So, just over a month ago, one sunny Saturday in Oklahoma City, we picked up an awesome little rescue dog at one of PetSmart’s adoption events. I had been stalking dogs all around the country for months, trying to decide exactly what we were looking for and who would fit in with Susa and Andre the best. After we had been in Oklahoma City for a couple weeks, I started looking into the local rescues, shelters and foster programs in the city. Soon enough I found a couple rescues that took their dogs to PetSmart on the weekends and had a majority of smaller dogs.
That particular Saturday, we were running some errands all over the city and needed some cat food at Pet Smart, I knew one of the rescues would be there, so it was partially intentional that I wanted to take a look at the dogs, and MAYBE leave with one. We walked in and basically straight to the cages and runs where the adoptable dogs were housed and in the first cage, was Sherlock (then Lilly). She was in a little dog run with a pug-chihuahua mix and a dachshund-chihuahua mix, both hyper and young. Sherlock was white, scruffy, calm and quiet and when I bent down to pet her she looked so sweet and unconditionally loving that I didn’t really need to look any further. I had always wanted a terrier (or a dog that looks like one) and she was the perfect size, exactly the same size as the cats.
I asked someone if anyone knew anything about her and by chance one of the foster parent’s kids was volunteering at the event. Our main concern was how she would get on with cats and she said that she ignored them completely, then I asked where she came from or if they know anything about her and she just said something to the effect of “she was dumped at the clinic I work at” – which I assume must have been a vet clinic. She was busy and kept walking off so asking questions was a several stage process, but eventually I got everything in. She informed me she doesn’t really bark, seems house trained and probably had puppies at some point in the last year or so. Then she asked me if I wanted to hold her, I was wary but finally willing to get somewhat attached, She licked my face and was so sweet and light, there was no way I could leave there without her.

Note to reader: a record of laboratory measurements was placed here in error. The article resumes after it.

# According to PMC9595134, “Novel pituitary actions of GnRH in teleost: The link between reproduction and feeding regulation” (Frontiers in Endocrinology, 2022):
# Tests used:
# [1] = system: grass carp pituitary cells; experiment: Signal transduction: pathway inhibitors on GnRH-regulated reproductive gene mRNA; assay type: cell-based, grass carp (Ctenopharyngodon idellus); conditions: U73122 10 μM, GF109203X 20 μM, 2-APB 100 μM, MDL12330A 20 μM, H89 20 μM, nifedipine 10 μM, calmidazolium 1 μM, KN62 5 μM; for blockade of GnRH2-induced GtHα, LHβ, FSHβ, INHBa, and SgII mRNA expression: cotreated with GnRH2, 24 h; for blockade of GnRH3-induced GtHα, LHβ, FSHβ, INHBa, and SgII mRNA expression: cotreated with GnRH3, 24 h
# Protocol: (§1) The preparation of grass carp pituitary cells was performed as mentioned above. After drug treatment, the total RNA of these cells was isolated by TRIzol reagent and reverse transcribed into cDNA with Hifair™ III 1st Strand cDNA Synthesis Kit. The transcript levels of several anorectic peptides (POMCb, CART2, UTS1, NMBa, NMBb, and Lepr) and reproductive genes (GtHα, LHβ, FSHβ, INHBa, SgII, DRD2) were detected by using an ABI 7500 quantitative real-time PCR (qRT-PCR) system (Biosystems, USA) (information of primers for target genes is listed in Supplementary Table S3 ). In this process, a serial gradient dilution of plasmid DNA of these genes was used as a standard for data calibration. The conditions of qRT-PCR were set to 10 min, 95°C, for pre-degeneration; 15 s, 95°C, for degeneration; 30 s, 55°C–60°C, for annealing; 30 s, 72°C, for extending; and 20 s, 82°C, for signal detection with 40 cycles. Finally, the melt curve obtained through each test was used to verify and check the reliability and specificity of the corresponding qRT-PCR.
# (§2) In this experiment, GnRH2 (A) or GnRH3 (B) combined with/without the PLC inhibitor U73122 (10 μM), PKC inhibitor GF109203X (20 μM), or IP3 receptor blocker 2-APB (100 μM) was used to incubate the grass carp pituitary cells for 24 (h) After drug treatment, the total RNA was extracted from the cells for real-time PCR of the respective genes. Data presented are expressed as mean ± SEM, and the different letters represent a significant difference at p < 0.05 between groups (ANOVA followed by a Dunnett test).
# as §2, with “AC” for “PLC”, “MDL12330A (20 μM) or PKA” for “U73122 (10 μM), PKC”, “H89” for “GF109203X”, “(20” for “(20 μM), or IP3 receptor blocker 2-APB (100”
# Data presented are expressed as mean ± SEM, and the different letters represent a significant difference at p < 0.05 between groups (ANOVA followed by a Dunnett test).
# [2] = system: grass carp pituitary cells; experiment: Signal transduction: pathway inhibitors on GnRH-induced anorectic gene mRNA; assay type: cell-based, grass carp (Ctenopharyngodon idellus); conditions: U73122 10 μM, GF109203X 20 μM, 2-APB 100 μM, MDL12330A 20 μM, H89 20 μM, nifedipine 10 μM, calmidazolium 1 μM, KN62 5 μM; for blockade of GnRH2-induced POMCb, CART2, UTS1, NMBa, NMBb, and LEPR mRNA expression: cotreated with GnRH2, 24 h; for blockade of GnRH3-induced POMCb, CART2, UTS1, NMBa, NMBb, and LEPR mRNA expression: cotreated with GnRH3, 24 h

I had recently realized that I’d never gone so long without a dog as I had since my last dog of 13 years died in 2011. Well before I could walk I was surrounded with blue heelers, dachshunds, and occasionally wolf hybrids and pitbulls and since I’ve always loved animals, they were a major part of my childhood. I got my last dog, Chena, soon after graduating high school at 18, she went with me everywhere, even to South America, and was such a great friend. I really missed having that. Ross wasn’t as excited as I was about getting a dog, but he hadn’t grow up with them like I did. I knew I had some convincing to do. I put Sherlock back in the dog run so we could talk about it and it was soon enough decided – It would make life, and traveling a little more complicated and sometimes more expensive, but it would be worth it.
We went to do the paperwork while Ross hung out with our soon to be dog. I was worried at some point they would ask about our home and suddenly deny us adoption because we travel like we do and live in a 5th wheel. I knew it wouldn’t affect how much exercise or attention she would get, but I didn’t know what assumptions they would make. I had seen so many times on small dog rescue websites that they do home visits and insist that you “must have a yard” for many of the dogs, but the process went without a hitch and we were on our way!
What is she?:
When we got her home we started to notice things we hadn’t noticed before, like her terrible smell (apparently never bathed by the foster home) and that she had been spayed just a couple days before and . The hair on the bottom of her body and legs was heavily stained by pee and even after a bath the smell didn’t go away. The cats hated her stink, but Susa was curious about her at least. Andre found her offensive overall and we knew her smelling like a toilet wasn’t helping the transition.
We took her to another PetSmart that had a grooming opening the next day. The sign on her cage had said “Cairn Terrier” and since I had never met one, I said “sure”! but when we were given her paperwork from the vet, that said “Wheaton Terrier”, again, I said “…ok, sure” – but when I looked both dogs up and neither was a match, we were out of guesses. The grooming place asked me for a breed on the phone and I said “well maybe you can help. Some kind of terrier mix I guess?*”.